I Found a Dog! What should I do?

Lost Dog NA poster

Many people are reluctant to take a found dog to the humane society or local animal shelter when found for fear the dog won’t be reunited with its owner and be euthanized.  However, leaving a dog running around loose is very dangerous for them!  They can get hit by a car, fall into the wrong hands, get into fights with other animals, or be shot.  Being at a shelter, they are safe, receive food, and have a pretty good chance being adopted out or being pulled by a shelter. 

Many rescues save most of the dogs in their program from shelters.  Also many people check shelters when they have lost their pet.  Animals are put on a stray hold when they are brought into shelters.  This is legally mandatory in order for their owners to have the chance to come claim them.

Remember just because you found a dog that is malnourished and dirty doesn’t mean they had bad owners.  They might have just been lost for a long time.

If you do take the dog to the humane society or animal shelter, you can leave your contact information with a note that if the owner is NOT found, to call you as you will consider adoption or fostering. From there, you can decide what you want to do.



Start by checking the dog for a tag or microchip. Tags should be obvious as they would be on a collar. Most humane societies or vet offices will have a scanner and will scan the dog to identify a microchip. If they find one, they will try to contact the owner.

Contact your local humane societies, animal shelter, local veterinarian’s office, and local animal emergency clinic. Fax or take them a flyer to post on their bulletin board.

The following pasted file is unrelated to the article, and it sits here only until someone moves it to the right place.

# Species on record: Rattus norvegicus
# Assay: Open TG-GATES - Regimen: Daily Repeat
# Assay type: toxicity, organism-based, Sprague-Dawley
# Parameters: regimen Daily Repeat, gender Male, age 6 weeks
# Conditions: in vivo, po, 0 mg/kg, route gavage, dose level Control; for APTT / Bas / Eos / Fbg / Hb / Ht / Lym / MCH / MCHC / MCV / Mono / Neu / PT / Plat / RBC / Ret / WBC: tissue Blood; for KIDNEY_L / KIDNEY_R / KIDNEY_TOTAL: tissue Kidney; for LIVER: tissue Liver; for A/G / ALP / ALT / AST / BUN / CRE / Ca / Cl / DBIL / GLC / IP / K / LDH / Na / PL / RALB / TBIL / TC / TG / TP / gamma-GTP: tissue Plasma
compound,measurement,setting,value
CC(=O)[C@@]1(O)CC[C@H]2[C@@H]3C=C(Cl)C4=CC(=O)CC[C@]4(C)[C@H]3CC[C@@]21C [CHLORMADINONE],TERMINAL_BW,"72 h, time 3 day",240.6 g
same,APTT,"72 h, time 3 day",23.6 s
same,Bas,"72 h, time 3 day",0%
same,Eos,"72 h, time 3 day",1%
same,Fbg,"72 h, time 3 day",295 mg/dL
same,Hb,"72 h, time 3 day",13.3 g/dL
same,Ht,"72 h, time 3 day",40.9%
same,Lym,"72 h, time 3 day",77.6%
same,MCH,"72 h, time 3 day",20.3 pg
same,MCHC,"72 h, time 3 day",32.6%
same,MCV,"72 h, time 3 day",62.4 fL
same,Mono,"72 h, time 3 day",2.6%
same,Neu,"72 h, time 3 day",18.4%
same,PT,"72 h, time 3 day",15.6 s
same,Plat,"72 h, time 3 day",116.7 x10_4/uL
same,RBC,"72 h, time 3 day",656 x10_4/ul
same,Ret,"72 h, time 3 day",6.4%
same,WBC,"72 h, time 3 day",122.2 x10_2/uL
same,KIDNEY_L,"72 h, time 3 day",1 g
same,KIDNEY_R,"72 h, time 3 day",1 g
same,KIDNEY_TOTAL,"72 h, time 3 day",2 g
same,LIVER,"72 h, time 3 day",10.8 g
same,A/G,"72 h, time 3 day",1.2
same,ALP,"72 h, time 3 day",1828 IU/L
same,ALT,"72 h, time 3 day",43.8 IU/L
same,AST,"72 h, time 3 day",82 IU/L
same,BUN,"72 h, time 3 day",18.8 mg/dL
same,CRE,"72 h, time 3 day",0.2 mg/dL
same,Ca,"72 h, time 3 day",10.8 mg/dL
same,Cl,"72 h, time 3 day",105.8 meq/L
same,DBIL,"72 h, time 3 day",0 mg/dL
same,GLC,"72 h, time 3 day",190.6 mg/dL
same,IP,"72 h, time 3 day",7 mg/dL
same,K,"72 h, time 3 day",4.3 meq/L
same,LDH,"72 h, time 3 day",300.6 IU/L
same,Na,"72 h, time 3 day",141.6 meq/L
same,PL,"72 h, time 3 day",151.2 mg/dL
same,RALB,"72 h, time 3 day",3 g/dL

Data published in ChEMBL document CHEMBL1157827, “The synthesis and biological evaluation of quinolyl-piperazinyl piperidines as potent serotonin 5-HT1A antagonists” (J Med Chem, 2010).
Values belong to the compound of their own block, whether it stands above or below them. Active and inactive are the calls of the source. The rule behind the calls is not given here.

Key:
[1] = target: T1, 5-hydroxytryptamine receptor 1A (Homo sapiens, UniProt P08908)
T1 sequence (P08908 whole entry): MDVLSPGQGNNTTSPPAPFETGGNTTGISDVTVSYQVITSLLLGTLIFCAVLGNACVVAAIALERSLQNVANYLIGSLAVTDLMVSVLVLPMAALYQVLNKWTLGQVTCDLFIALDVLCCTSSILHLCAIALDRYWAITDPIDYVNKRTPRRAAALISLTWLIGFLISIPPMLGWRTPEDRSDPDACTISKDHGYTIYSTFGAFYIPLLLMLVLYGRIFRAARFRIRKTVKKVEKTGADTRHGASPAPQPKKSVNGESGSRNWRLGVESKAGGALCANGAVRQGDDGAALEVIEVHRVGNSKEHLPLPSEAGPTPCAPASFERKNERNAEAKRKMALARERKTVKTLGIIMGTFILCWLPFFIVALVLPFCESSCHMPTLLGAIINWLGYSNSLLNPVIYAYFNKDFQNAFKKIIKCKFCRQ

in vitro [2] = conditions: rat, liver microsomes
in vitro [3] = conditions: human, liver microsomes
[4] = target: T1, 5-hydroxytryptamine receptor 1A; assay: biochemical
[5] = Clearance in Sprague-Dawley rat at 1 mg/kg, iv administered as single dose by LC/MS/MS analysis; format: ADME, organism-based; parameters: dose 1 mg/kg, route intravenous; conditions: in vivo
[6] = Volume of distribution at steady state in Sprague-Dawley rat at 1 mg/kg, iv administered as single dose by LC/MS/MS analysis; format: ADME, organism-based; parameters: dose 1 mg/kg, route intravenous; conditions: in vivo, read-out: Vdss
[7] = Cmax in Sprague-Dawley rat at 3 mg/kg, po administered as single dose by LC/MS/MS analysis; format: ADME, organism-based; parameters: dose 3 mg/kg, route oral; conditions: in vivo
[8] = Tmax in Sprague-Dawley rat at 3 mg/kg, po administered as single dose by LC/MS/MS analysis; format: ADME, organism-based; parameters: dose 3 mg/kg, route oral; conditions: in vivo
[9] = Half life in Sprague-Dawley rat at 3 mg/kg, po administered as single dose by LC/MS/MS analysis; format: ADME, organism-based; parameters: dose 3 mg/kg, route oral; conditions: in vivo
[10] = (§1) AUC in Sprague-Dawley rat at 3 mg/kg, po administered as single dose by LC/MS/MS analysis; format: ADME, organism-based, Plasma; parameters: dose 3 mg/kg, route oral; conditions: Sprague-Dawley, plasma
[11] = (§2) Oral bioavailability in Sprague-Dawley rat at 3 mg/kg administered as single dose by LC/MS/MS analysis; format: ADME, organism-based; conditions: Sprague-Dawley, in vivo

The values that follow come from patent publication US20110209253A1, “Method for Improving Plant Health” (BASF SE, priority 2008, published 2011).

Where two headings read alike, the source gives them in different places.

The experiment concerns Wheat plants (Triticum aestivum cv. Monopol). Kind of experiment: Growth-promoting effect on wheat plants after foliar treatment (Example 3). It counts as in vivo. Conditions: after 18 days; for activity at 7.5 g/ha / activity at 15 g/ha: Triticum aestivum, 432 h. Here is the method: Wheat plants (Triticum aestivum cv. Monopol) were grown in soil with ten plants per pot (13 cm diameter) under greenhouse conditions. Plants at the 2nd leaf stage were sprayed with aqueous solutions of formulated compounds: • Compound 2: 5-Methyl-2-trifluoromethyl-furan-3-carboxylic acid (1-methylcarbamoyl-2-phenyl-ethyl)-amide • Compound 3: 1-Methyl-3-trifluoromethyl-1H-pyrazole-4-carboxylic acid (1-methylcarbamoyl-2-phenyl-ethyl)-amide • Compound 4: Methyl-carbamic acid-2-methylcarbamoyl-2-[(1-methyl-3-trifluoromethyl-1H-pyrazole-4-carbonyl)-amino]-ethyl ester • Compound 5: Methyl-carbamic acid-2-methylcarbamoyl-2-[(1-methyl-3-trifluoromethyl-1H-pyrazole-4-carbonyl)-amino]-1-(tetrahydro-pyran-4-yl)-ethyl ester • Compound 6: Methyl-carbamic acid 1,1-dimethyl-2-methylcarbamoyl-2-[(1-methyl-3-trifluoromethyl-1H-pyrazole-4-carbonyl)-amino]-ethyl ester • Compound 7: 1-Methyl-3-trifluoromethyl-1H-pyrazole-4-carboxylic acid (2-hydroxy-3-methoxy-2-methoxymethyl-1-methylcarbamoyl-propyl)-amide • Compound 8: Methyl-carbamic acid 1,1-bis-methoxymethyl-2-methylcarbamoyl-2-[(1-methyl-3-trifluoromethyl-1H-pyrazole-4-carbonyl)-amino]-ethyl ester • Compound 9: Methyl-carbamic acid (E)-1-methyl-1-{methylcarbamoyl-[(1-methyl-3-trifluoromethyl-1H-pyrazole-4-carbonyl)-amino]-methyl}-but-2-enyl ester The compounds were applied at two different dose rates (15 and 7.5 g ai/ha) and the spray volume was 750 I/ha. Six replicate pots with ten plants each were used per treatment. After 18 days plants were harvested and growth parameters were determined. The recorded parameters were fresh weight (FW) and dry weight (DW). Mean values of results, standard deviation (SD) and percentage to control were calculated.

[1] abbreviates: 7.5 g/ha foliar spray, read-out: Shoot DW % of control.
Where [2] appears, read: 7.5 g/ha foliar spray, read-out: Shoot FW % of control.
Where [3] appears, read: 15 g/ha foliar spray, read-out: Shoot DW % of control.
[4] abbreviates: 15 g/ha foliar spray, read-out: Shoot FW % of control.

Create a flyer. Include information about where the dog was found, the date it was found, a description of the dog, a photo of the dog and your contact information.  Make sure you keep some information secret so people are able to identify the dog and prove they are the owner.

Posting signs or flyers in the neighborhood where the dog was found (posting photos with the information on telephone poles, your local library community board, at the grocery store, ice cream parlor, etc).  AGAIN, Make sure you keep some information secret so people are able to identify the dog and prove they are the owner.

Place an ad in your local paper or papers (since it is free!) Even if the owner doesn’t read it – a friend of theirs might!

Walk the neighborhood and ask around if anyone lost a dog or cat.

Use Facebook to your advantage.  Several cities and counties have their own animal lost and found site.  Huntsville/Madison County Lost and Found is wonderful resource and very successful!

The NEXTDOOR app allows people to post lost and found animals and maps their location

The Huntsville Animal Shelter has an interactive map on their website that allows people to see where animals are picked up and photos so you can find your lost pet!